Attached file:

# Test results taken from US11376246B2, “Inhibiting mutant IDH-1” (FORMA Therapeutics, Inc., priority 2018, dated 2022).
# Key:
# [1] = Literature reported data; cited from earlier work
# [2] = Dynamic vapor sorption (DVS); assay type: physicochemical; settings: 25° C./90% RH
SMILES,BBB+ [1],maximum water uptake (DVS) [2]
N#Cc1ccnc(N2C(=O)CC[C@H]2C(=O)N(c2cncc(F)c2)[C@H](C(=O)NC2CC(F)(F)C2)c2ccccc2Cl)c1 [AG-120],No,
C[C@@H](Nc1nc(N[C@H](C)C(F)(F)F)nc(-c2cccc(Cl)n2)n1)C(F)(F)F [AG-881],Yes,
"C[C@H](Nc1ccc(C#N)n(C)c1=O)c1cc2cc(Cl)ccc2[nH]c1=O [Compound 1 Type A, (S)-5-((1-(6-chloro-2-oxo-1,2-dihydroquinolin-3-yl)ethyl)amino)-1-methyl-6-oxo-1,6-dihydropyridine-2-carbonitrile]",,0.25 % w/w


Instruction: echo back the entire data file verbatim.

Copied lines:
# Test results taken from US11376246B2, “Inhibiting mutant IDH-1” (FORMA Therapeutics, Inc., priority 2018, dated 2022).
# Key:
# [1] = Literature reported data; cited from earlier work
# [2] = Dynamic vapor sorption (DVS); assay type: physicochemical; settings: 25° C./90% RH
SMILES,BBB+ [1],maximum water uptake (DVS) [2]
N#Cc1ccnc(N2C(=O)CC[C@H]2C(=O)N(c2cncc(F)c2)[C@H](C(=O)NC2CC(F)(F)C2)c2ccccc2Cl)c1 [AG-120],No,
C[C@@H](Nc1nc(N[C@H](C)C(F)(F)F)nc(-c2cccc(Cl)n2)n1)C(F)(F)F [AG-881],Yes,
"C[C@H](Nc1ccc(C#N)n(C)c1=O)c1cc2cc(Cl)ccc2[nH]c1=O [Compound 1 Type A, (S)-5-((1-(6-chloro-2-oxo-1,2-dihydroquinolin-3-yl)ethyl)amino)-1-methyl-6-oxo-1,6-dihydropyridine-2-carbonitrile]",,0.25 % w/w